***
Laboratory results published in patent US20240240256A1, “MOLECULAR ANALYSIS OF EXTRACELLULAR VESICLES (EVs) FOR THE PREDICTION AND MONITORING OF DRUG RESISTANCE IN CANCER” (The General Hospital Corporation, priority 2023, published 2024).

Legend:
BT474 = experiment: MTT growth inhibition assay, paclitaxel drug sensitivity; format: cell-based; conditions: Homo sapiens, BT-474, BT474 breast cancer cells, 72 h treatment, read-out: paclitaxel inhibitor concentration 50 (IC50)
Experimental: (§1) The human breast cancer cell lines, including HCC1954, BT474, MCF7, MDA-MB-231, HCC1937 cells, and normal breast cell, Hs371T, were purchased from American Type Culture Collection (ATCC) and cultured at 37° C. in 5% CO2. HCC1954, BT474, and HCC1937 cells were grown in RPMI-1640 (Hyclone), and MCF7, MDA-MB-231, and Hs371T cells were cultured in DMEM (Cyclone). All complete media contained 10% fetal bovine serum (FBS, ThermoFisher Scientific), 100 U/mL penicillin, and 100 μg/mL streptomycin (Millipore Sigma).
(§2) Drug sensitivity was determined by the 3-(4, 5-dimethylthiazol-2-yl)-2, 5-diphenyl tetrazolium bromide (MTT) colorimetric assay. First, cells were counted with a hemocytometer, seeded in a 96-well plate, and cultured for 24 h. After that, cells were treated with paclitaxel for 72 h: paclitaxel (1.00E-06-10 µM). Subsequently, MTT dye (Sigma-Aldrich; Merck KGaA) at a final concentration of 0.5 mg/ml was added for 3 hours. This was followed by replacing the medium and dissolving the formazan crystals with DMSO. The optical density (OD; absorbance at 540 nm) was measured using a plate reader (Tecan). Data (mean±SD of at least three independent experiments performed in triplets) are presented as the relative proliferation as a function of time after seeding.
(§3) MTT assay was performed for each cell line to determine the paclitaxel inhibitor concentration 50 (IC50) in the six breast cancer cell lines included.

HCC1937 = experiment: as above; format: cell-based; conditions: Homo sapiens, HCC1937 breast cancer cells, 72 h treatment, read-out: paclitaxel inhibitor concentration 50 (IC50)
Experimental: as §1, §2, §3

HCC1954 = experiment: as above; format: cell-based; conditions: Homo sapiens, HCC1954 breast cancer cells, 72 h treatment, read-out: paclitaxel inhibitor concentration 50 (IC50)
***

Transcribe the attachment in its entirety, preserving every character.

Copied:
Laboratory results published in patent US20240240256A1, “MOLECULAR ANALYSIS OF EXTRACELLULAR VESICLES (EVs) FOR THE PREDICTION AND MONITORING OF DRUG RESISTANCE IN CANCER” (The General Hospital Corporation, priority 2023, published 2024).

Legend:
BT474 = experiment: MTT growth inhibition assay, paclitaxel drug sensitivity; format: cell-based; conditions: Homo sapiens, BT-474, BT474 breast cancer cells, 72 h treatment, read-out: paclitaxel inhibitor concentration 50 (IC50)
Experimental: (§1) The human breast cancer cell lines, including HCC1954, BT474, MCF7, MDA-MB-231, HCC1937 cells, and normal breast cell, Hs371T, were purchased from American Type Culture Collection (ATCC) and cultured at 37° C. in 5% CO2. HCC1954, BT474, and HCC1937 cells were grown in RPMI-1640 (Hyclone), and MCF7, MDA-MB-231, and Hs371T cells were cultured in DMEM (Cyclone). All complete media contained 10% fetal bovine serum (FBS, ThermoFisher Scientific), 100 U/mL penicillin, and 100 μg/mL streptomycin (Millipore Sigma).
(§2) Drug sensitivity was determined by the 3-(4, 5-dimethylthiazol-2-yl)-2, 5-diphenyl tetrazolium bromide (MTT) colorimetric assay. First, cells were counted with a hemocytometer, seeded in a 96-well plate, and cultured for 24 h. After that, cells were treated with paclitaxel for 72 h: paclitaxel (1.00E-06-10 µM). Subsequently, MTT dye (Sigma-Aldrich; Merck KGaA) at a final concentration of 0.5 mg/ml was added for 3 hours. This was followed by replacing the medium and dissolving the formazan crystals with DMSO. The optical density (OD; absorbance at 540 nm) was measured using a plate reader (Tecan). Data (mean±SD of at least three independent experiments performed in triplets) are presented as the relative proliferation as a function of time after seeding.
(§3) MTT assay was performed for each cell line to determine the paclitaxel inhibitor concentration 50 (IC50) in the six breast cancer cell lines included.

HCC1937 = experiment: as above; format: cell-based; conditions: Homo sapiens, HCC1937 breast cancer cells, 72 h treatment, read-out: paclitaxel inhibitor concentration 50 (IC50)
Experimental: as §1, §2, §3

HCC1954 = experiment: as above; format: cell-based; conditions: Homo sapiens, HCC1954 breast cancer cells, 72 h treatment, read-out: paclitaxel inhibitor concentration 50 (IC50)